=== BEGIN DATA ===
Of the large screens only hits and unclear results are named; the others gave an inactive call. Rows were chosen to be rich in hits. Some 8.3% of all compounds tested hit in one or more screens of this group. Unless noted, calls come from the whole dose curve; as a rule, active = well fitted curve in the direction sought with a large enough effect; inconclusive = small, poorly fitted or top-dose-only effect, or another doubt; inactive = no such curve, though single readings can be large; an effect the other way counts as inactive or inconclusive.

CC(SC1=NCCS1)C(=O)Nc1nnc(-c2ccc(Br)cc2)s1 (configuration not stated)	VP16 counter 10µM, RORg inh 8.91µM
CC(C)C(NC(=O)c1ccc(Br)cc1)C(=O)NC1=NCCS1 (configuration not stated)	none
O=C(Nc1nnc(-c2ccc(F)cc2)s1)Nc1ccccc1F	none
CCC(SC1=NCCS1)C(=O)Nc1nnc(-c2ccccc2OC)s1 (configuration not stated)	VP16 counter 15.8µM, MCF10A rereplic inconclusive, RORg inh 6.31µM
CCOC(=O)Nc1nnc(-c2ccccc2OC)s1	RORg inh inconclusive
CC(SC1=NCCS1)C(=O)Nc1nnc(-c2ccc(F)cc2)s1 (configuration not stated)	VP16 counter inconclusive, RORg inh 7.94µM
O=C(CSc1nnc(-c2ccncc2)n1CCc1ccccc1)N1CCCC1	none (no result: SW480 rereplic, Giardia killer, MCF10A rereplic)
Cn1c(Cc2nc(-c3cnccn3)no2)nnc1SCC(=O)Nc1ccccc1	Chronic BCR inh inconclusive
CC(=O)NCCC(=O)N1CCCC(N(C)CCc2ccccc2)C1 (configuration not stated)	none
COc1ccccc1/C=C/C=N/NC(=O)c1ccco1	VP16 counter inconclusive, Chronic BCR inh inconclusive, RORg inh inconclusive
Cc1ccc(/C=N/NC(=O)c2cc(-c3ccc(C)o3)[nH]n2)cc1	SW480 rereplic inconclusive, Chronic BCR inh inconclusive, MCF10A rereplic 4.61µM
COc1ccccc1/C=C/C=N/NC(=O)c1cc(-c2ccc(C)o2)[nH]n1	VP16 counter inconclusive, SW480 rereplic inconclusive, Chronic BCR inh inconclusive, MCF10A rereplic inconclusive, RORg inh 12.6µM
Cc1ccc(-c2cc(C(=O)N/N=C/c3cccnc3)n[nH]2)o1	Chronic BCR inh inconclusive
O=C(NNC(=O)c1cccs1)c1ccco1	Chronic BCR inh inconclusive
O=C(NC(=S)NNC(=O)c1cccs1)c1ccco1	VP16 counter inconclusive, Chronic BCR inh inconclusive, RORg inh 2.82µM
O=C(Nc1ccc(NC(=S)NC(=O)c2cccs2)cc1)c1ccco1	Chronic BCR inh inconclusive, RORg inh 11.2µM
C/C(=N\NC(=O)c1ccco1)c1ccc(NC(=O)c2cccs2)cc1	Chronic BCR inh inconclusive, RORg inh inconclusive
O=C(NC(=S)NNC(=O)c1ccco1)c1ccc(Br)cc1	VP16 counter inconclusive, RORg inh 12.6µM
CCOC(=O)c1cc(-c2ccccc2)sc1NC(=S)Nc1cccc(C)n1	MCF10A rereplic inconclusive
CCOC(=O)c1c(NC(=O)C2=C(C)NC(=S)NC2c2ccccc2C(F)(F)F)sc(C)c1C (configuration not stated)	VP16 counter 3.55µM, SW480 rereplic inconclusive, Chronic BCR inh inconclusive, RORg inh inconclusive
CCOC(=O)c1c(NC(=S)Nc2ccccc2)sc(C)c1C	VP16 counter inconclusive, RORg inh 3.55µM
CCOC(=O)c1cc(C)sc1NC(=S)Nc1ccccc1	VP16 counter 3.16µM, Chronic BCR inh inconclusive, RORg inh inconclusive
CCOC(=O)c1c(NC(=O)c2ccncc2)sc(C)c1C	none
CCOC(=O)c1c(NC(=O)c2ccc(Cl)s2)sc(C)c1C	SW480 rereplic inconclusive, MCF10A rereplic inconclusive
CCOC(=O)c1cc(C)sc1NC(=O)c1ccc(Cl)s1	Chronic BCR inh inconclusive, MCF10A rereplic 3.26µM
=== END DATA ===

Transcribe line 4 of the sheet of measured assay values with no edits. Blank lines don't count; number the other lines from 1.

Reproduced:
O=C(Nc1nnc(-c2ccc(F)cc2)s1)Nc1ccccc1F	none